Move over Mr. Rogers and Big Bird.
Penn and Teller, the self-proclaimed "Bad Boys of Magic," are joining PBS' ranks as hosts of a new kids' series.
The tall, outspoken Penn Jillette and the short, sweet and mute Teller will host "Behind the Scenes," a new 10-part series geared at children ages 8 to 12 and their families. The show's aim is to instill creative thinking skills through the exploration of visual and performing arts. Each episode will focus on an aesthetic idea and show an artist at work. Penn and Teller will perform tricks that illustrate the aesthetic idea.
Artist David Hockney is featured in the first episode titled, "Drawing: Illusion of Depth," which illustrates perspective by drawing a "walk around a chair."
Featured in future episodes are composer Allen Toussaint, artist Robert Gil de Montes, choreographer David Parsons, sculptor Nancy Graves, jazz percussionist Max Roach, photographer Carrie Mae Weems, conductor JoAnn Falletta, artist Wayne Thiebaud and theater director Julie Taymor.
Executive producers Alice Trillin and Jane Garmey fell in love with the irreverent Penn and Teller after seeing their off-Broadway show five years ago. The two, Trillin said, reflected the concepts for the show: "How do you get kids to think in interesting ways? How do you look at things differently and come up with new solutions? It seems like that's what Penn and Teller are all about. They are upsetting all your preconceptions."
"The original idea was that the pilot would be done by us and every other show would be hosted by different people," Penn said. "In the five years they were waiting to get funding, it changed to us doing the (entire) show."
Teller, who does speak to print media, said that after the pilot was shot five years ago "we completely forgot about it."
"We had other things to do," he said. "Within that time I even got personal phone calls from Madonna, so I kept busy."
Penn and Teller had to create kinder and gentler tricks for the series. No sword-swallowing, pin-eating or blood drawing--mainstays of their stage act--were allowed.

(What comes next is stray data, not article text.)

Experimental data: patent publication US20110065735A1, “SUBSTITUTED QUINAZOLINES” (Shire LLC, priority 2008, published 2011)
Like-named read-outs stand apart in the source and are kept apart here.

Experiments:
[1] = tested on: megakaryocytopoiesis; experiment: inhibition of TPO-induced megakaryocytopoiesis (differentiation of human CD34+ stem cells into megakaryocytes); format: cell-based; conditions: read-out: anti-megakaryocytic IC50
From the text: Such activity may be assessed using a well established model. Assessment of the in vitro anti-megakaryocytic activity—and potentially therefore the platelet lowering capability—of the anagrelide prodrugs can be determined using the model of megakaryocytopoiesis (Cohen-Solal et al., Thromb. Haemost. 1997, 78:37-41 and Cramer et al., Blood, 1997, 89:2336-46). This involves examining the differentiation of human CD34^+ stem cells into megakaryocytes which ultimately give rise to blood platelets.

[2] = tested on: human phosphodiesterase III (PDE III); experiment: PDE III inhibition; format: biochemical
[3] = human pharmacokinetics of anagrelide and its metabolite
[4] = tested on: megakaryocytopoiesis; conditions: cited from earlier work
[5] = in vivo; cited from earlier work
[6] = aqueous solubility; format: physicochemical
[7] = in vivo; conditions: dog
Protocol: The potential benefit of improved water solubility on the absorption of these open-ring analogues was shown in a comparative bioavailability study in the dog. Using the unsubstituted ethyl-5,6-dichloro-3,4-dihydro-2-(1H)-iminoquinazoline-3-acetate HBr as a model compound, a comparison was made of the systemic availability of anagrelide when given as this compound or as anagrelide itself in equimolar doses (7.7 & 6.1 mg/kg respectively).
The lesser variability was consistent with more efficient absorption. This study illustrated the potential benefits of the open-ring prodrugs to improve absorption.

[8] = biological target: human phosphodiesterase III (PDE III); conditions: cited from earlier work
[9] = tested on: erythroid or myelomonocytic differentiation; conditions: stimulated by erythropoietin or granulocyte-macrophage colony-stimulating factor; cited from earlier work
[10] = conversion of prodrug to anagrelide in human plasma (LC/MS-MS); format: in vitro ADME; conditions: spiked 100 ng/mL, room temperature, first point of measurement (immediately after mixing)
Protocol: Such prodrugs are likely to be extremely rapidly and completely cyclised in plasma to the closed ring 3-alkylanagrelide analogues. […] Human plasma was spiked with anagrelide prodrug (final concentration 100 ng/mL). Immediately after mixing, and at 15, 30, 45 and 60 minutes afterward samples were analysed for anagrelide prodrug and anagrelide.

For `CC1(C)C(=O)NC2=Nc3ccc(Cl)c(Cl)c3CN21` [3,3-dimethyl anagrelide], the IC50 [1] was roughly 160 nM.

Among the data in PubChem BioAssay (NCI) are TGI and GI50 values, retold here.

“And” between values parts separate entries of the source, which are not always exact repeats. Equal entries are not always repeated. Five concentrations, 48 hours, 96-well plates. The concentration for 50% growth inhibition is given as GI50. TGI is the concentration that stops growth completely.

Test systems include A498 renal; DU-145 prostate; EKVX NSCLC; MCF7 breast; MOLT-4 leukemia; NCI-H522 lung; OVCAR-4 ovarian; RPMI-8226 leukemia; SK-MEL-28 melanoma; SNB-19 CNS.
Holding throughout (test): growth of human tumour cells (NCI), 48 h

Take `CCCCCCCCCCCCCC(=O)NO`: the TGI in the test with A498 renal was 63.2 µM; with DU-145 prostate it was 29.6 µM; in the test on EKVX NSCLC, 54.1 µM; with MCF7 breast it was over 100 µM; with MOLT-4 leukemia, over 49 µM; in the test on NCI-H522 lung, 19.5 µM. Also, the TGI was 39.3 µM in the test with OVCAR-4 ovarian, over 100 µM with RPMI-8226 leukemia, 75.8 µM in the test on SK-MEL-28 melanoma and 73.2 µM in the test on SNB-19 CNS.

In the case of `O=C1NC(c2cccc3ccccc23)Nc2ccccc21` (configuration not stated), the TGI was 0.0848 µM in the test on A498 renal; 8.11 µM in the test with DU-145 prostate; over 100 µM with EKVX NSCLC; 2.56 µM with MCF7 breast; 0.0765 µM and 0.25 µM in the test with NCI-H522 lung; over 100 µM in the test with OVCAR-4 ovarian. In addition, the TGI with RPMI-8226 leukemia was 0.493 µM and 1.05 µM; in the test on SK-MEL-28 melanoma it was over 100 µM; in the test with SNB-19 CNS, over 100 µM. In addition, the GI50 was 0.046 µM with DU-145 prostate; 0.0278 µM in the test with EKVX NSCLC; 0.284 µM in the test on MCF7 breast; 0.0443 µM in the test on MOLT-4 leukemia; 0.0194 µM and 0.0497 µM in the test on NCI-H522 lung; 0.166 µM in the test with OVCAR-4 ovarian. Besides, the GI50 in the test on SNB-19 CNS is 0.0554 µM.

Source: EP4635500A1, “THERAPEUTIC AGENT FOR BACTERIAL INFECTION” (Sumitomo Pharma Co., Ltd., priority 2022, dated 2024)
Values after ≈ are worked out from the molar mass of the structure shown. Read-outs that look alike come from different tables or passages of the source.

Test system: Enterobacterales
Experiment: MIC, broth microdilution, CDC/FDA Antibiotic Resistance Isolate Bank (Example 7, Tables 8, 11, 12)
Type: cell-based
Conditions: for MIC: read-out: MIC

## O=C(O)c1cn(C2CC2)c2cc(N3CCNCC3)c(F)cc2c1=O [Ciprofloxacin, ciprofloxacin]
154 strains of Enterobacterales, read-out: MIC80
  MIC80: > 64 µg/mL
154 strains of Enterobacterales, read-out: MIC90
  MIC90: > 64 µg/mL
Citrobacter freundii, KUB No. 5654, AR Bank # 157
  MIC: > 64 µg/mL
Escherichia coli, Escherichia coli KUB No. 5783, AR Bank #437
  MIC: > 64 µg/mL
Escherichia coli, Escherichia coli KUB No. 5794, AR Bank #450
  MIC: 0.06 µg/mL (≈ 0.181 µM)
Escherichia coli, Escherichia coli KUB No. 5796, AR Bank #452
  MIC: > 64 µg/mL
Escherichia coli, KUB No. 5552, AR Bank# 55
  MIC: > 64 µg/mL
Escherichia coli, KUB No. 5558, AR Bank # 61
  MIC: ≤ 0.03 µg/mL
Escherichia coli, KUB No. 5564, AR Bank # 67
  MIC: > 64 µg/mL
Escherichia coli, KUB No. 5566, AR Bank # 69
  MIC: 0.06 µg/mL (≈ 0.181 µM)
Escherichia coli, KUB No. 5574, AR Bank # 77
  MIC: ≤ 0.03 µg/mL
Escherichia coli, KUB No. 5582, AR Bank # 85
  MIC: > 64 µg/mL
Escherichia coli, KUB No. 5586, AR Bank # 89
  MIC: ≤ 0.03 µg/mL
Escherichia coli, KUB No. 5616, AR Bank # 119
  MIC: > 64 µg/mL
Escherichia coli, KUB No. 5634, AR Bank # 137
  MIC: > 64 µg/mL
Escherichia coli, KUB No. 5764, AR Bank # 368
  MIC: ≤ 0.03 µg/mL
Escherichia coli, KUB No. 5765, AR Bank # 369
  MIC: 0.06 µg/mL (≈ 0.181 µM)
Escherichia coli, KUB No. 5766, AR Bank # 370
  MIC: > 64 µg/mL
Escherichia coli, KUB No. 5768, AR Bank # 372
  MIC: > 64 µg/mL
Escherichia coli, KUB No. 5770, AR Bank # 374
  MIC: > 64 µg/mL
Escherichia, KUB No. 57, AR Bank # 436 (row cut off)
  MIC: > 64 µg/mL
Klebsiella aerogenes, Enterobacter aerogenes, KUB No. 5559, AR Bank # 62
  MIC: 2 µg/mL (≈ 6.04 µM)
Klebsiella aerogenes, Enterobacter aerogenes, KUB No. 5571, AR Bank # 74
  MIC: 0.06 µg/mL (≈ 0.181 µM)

"They begged us to use pre-existing ones but, in fact, none of ours worked," said Teller, who is a former high school Latin teacher. "We really needed stuff that would absolutely make the academic point."
They ended up using a lot of frogs and mice to make their various points. "You see real mice, gerbils and frogs being used for all sorts of purposes--always very well cared for," Teller said.
"All life on this planet is sacred to us," Penn said.
"To show rhythmic patterns in a song, we produce a mouse each time the pattern goes one way and when there is a variation, we produce a frog," Teller said. "This continues until there are quite a number of mice and frogs all over the place."
Penn and Teller said they didn't want to talk down to the series' young viewers. "Kids tend to be desperately curious," Teller said. "There is a certain element we are doing in this that is making the analogy between the arts and a magic trick. When you think of something like perspective in a painting, it really is a magic trick."
Mexican-born, Los Angeles-based artist Robert Gil de Montes was interested in participating in the series because he is a teacher. "I have a commitment to teaching," he said. "We concentrated on doing something in color so it would be fun for children. Looking at an artist's life is not just (looking) at the art. It is a certain attitude that is very important. My idea was to open possibilities that color can be used in different ways."
Sacramento-based artist Wayne Thiebaud, who teaches at UC Davis, said he hopes kids will attempt to draw after watching him work. "I found from personal experience that watching people work demonstrated there was something about that immediate experience, that not only was it a kind of exciting opportunity, it was a specific way of learning physically what happens when someone does something like a painting."
Did Penn and Teller ever learn anything growing up by watching television?
"I don't think I watched PBS once until I was 18," Penn said. "I didn't learn a thing from television."
That wasn't the case with Teller.
"I think I was really affected by 'Winky Dink,' " he said. "You sent away and got a magic window, which was a piece of plastic that you rubbed on your TV screen and crayons that went with it. During the show, they would give you a secret message and you would copy it with those crayons. TV that has a certain element of reaching out and grabbing (an audience) more than a movie does."
"Behind the Scenes" premieres Tuesday at 8:30 p.m. on KPBS, KCET and KVCR. The series will subsequently air Saturdays at 7:30 p.m. on KVCR and Sundays at 10:30 a.m. on KPBS and at 5:30 p.m. on KCET.